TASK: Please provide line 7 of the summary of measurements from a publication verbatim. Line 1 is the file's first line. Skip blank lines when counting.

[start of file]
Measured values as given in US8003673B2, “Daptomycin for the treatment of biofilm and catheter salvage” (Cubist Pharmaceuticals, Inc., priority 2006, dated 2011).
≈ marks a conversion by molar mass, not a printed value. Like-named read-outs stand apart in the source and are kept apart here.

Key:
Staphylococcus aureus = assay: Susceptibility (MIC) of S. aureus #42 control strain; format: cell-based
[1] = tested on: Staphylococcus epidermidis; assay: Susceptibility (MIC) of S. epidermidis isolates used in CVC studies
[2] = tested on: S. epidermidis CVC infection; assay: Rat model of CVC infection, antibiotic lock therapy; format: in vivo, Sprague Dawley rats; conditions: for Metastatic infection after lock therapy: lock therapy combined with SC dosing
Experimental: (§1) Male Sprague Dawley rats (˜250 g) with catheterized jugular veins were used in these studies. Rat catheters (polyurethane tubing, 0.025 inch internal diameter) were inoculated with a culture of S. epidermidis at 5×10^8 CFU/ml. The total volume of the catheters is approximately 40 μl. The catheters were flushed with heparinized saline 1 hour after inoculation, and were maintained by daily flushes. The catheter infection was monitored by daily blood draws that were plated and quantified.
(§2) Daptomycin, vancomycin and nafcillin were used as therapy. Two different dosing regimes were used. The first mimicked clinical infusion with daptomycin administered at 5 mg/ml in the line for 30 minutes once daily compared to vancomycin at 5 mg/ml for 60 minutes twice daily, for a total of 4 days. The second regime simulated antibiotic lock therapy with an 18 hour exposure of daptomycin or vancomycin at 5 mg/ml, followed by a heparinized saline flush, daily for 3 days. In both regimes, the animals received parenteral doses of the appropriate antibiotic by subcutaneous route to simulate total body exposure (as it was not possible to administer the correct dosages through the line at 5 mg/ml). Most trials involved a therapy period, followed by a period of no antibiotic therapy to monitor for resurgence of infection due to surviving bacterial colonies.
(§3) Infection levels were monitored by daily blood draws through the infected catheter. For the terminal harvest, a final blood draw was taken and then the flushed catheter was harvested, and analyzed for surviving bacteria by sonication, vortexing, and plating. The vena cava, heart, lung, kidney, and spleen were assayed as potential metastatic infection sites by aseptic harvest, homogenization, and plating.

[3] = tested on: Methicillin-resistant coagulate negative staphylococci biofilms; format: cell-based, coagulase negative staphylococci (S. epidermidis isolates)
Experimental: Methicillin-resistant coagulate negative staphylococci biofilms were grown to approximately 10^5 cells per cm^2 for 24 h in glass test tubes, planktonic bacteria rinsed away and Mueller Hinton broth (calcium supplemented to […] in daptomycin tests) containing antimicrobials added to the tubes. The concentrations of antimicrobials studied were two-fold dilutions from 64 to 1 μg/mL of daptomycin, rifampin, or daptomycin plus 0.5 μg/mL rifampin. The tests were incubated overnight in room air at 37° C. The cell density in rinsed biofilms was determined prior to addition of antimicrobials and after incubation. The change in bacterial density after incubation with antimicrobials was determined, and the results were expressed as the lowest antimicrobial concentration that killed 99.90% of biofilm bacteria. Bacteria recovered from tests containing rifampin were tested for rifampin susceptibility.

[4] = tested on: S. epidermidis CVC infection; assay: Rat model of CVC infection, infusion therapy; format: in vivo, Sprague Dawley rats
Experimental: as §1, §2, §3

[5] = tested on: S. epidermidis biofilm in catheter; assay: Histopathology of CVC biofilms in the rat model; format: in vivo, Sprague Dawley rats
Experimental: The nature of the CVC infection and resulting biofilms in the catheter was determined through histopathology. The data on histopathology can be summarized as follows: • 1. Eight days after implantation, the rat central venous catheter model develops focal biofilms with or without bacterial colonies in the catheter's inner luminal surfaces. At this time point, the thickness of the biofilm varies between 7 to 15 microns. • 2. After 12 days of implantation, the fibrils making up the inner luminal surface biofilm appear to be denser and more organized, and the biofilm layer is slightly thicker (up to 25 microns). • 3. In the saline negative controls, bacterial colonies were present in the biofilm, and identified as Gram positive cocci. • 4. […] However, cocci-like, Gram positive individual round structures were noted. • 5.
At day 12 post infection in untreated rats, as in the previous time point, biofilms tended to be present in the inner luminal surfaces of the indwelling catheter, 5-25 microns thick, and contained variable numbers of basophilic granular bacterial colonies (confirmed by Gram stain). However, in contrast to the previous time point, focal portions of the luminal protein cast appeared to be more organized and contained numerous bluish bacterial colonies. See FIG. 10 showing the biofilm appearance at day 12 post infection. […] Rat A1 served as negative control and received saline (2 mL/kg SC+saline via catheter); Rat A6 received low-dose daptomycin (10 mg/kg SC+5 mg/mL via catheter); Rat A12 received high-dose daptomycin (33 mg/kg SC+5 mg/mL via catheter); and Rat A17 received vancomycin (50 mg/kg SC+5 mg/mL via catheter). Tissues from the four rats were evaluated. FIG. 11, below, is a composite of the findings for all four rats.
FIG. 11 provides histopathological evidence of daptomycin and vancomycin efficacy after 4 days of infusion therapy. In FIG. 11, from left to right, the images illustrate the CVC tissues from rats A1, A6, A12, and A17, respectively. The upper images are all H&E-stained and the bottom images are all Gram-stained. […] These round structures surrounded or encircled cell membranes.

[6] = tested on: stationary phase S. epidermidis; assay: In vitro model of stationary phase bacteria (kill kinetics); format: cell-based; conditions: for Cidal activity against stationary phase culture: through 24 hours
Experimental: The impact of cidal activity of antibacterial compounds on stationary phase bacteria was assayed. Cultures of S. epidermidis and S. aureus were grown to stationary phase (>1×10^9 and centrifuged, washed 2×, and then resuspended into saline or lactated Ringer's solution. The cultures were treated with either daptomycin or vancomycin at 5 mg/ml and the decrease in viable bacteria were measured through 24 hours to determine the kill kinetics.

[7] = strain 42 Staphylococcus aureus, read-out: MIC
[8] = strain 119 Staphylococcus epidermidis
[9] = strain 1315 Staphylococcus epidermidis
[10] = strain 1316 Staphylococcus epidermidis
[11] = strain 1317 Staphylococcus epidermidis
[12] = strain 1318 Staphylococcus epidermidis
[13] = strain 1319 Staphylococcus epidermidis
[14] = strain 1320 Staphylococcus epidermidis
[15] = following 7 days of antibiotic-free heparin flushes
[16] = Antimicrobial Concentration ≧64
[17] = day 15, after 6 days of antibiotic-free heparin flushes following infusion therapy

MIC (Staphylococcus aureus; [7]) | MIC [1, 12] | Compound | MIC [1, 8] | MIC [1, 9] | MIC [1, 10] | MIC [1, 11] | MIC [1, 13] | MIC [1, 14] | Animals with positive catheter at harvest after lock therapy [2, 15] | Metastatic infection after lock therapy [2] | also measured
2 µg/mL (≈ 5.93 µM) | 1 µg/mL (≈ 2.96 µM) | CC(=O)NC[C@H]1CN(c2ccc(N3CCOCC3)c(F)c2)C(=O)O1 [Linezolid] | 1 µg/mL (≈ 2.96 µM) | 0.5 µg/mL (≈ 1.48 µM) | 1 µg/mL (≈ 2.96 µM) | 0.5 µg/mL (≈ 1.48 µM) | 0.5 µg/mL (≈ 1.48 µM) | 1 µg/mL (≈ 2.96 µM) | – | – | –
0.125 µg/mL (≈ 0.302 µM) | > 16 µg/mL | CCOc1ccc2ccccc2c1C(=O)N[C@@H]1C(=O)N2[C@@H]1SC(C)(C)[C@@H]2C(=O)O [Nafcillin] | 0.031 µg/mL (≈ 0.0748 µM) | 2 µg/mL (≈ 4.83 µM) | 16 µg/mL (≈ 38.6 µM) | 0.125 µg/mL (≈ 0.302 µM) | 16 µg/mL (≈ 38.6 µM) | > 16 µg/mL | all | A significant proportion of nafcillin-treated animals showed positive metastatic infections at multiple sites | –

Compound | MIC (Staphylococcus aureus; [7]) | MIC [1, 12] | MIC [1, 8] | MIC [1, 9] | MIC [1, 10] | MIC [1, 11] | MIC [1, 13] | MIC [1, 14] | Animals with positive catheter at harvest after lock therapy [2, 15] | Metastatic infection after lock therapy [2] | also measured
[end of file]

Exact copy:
Experimental: (§1) Male Sprague Dawley rats (˜250 g) with catheterized jugular veins were used in these studies. Rat catheters (polyurethane tubing, 0.025 inch internal diameter) were inoculated with a culture of S. epidermidis at 5×10^8 CFU/ml. The total volume of the catheters is approximately 40 μl. The catheters were flushed with heparinized saline 1 hour after inoculation, and were maintained by daily flushes. The catheter infection was monitored by daily blood draws that were plated and quantified.